Friday, March 08, 2013


One of the things that is satisfying about homeschooling is the feedback, the almost instant information that a child is learning. It has been a learning experience for me, this being our first year sending any of the children away to school, of how little I now know about their academic lives. From knowing everything they do each day to only hearing bits and pieces in the car on the way home, from seeing each piece of work to only having a general idea of how their grades are. Luckily I trust the school (up to a point) that they are being educated. 

My little boys, on the other hand, are still fully under my tutelage, and so I knew a few weeks back that Timmy was struggling in reading to the point of tears and head banging (his leaky eyes and my achy head). I made an executive decision to start over again with Teach Your Child To Read in 100 Easy Lessons and now, I can say that it was the right thing to do. He is now back up to lesson 30, sounding out letters and reading short stories with much more ease and confidence. It doesn't really matter in the long run if he finishes first grade by June or even by next winter, the important thing is for him to learn the basics of reading and to learn to love to read.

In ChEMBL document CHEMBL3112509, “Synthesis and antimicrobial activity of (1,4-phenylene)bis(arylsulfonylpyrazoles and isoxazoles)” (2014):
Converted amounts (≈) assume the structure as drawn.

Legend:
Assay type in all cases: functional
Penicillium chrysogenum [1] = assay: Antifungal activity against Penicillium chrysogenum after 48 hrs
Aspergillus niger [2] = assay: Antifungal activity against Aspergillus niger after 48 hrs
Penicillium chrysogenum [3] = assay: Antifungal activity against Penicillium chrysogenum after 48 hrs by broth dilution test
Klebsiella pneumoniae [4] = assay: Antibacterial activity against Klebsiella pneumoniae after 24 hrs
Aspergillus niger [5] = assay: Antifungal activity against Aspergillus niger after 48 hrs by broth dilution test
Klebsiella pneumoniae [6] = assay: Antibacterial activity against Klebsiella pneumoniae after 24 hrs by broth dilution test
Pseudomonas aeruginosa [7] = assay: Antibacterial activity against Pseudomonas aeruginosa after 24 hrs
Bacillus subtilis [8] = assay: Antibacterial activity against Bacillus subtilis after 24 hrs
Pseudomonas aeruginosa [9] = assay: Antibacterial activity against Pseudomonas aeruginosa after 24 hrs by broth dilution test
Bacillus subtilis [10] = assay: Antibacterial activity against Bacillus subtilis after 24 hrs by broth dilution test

Charlie has really made great progress in his reading skills as well, faster and with better pronunciation than he had even a few weeks ago. We finished both boys science and history books for the year, so I started reading aloud a few chapters every day as part of "sofa stuff," biographies of famous Americans. Timmy and I have read about John Paul Jones, Betsy Ross, Abraham Lincoln, and now George Washington. Charlie really has gotten interested in all things mechanical so I started him on The History of Flight. Yes, he could pull them off the shelf and read them on his own, but part of my job is to select the right books for each child's level and interest.

Reading today about the 80% illiteracy rate of New York City graduates at community colleges, helped reinforce my basic philosophy that the most important job I have as a homeschooling mom is to make sure that my children are excellent readers. Without those skills and eagerness to read for fun, they will still be living at home when they are 30, unable to graduate from college, find a job, and provide for themselves. And after 15 years of nursing babies, changing nappies, potty training, cooking large meals, doing multiple loads of laundry, chauffeuring two hours a day, that is something I don't even want to joke about.  

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